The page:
Make Yours A Very Feral Thanksgiving

Posted on Posted in Compilations

feral thanksgiving TURKEY TIMEAnd a very happy late Feral Thanksgiving Day to you!

The holidays have been upon us, and because I’m not quite up to the point where I have all my posts planned out a month in advance 1, the site has been inactive the last couple of weeks.  Sorry.  Family takes precedent, I’m sure you understand.

But now I can actually show you what we made and ate for Thanksgiving, and then it might be useful to you for Christmas, or future Thanksgivings!  This article’s an investment, see; not for the now, but for the future.


The centerpiece of Thanksgiving is, of course, the turkey.  (Unless it’s ham, which just means that you’ve never had really good turkey.)thanksgiving spatchcocked turkeyBecause we’re poor, we usually aren’t able to go for the free-range, happy-hearty, hippy-dippy 2 awesome meat.  The past couple of Thanksgivings, though, we have splurged on (and invited family contributions towards) a (previously) happy free-range turkey from a local farm.

The farm is Synergistic Acres, they raise awesome chicken, pork, and beef, the farmers are a really cool couple, and I’ll be devoting an entire article to all that next week; I just wanted to give them a shout-out right here because if it weren’t for them, we wouldn’t have this fantastic turkey, whom we named Gabby.

You’ll notice that the turkey is shaped a bit oddly; it’s flattened out, so that the legs and thighs are laying flat rather than adhering vertically to the body, as in your classic roast turkey.  That’s because we used a process called spatchcocking to prepare the bird for cooking.  Spatchcocking is also sometimes called butterflying, but that’s way less fun to say than spatchcocking.


See?  Way more fun.

Anyway, to spatchcock, you cut the backbone out of the bird, then you crack the breastbone to flatten out the body.  This spreads all the meat out where it can cook more evenly and quickly.  It makes a big difference; Gabby was thirteen pounds and cooked up in an hour and a half, rather than the three hours it would have taken otherwise.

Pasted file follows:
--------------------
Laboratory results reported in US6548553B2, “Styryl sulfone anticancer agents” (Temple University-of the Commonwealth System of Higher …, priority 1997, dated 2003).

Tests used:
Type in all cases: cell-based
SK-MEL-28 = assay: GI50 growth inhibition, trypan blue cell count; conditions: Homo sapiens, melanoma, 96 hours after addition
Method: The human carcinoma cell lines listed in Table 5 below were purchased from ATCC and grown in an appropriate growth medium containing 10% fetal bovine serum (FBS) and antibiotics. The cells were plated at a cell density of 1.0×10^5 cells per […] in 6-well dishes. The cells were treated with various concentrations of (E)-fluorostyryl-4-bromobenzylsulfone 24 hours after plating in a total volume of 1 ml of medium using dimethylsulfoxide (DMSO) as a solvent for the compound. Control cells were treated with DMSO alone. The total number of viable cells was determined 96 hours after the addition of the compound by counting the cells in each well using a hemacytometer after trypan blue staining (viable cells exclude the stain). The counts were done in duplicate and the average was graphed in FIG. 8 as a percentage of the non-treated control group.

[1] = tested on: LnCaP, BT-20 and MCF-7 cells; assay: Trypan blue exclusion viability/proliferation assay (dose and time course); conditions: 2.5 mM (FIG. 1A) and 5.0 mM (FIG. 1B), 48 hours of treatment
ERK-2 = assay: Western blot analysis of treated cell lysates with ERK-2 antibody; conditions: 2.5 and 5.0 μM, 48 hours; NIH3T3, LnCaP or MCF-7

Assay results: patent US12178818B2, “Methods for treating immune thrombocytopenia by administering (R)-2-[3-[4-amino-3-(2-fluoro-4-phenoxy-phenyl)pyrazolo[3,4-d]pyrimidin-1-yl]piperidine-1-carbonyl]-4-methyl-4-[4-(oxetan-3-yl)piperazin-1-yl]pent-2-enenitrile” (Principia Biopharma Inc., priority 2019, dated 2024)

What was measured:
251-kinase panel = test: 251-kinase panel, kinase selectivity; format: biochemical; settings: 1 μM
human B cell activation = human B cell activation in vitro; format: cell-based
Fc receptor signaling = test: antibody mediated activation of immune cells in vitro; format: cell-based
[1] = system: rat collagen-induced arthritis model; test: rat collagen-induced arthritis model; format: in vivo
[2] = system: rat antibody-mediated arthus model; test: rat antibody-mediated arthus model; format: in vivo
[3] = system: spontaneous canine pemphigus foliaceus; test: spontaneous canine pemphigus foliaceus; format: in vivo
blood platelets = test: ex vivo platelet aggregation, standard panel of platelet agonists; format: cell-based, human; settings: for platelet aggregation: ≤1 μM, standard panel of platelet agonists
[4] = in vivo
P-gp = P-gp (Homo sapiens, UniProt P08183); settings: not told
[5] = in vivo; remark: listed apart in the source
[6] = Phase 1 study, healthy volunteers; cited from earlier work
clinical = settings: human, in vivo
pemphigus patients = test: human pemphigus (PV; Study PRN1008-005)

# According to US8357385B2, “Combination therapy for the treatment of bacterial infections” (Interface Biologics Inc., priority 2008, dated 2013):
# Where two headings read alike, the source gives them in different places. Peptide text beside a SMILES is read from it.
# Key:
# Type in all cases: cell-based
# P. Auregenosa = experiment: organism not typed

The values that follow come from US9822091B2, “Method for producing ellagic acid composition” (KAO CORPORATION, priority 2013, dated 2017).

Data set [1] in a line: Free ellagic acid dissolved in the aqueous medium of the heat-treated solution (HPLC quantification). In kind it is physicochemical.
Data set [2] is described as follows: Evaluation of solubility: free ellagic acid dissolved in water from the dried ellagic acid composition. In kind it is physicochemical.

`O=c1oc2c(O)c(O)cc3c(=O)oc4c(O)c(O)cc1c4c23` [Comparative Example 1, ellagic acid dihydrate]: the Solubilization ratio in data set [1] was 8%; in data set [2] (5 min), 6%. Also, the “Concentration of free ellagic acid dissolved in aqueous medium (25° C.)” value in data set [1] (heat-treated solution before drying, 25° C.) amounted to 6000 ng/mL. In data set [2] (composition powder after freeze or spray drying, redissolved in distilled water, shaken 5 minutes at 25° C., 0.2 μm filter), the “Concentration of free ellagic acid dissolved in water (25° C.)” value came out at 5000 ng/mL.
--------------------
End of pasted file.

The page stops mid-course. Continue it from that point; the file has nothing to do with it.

We did one other special thing with Gabby; we used a dry brine.

Turkey brining is something my family has done for years.  I never really cared for the turkey as a kid, I always went for the ham, but then we tried brining the bird for the first time when I was about fifteen.  HOLY POULTRY BATMAN.  Previous birds had been dry and pretty flavorless, more a vehicle for gravy than anything else.  This bird was juicy, deeply flavored, needed NO gravy at all to be amazing (although gravy is just a necessary part of eating turkey, so I dumped some on there anyway).  This was what turkey was supposed to be.

The problem with brining is that you must have a container big enough to hold the turkey and enough brine to cover it, and someplace to keep that whole operation cold for at least a full day.  When it was really cold outside for Thanksgiving, we could use a big food-grade plastic bucket, cover it, and set it in the garage or on the back porch.  When it was fairly warm outside, though, we had to figure out a way to fandangle it into the fridge somehow. Not fun.

Enter dry brining.  This process yields the same elevated flavor and juiciness, without the need for gallons of raw-poultry-infected liquid.  All you do is take salt, plus whatever other spices you might have used in a brine, and rub them all over the turkey.  Then let it sit a couple of days in the fridge.  You still need enough room for the turkey, but that’s way more doable than five gallons of brine; you could even just wrap the turkey in a big oven bag if you wanted. 3

A much more thorough and comprehensive guide to brining, both wet and dry, can be found at Serious Eats.

There was one issue with the turkey this year: the dark meat was pretty tough.  The high heat probably had something to do with this; I cooked about an hour and a half at 450°F.  I think a little longer cook at a lower temperature would have been better; maybe 300°F for a couple of hours, followed by a 500°F blast to crisp up the skin.  That way the dark meat in the legs and thighs should be able to tenderize a bit more.


Does anybody actually cook the stuffing inside the turkey anymore?  Seriously, is this still a thing?

Putting stuffing in a raw bird and then roasting it guarantees one of two things: 1) the bird is cooked perfectly, but the stuffing is undercooked and soaked with raw turkey juices and you will get salmonella and die, or 2) the stuffing is cooked enough to be safe, but the bird is massively overcooked and you will be disgusted and die.

There’s really no in-between here.  With such a huge amount of bird surrounding the stuffing, there’s no way you can get perfectly cooked bird and fully cooked stuffing.  Either way, you’re going to die.

But there’s a solution, and I’m pretty sure everyone and their dog already practices it, but just in case there’s somebody here who has been living in Siberia for the last fifty years 4, here it is: cook the stuffing separately.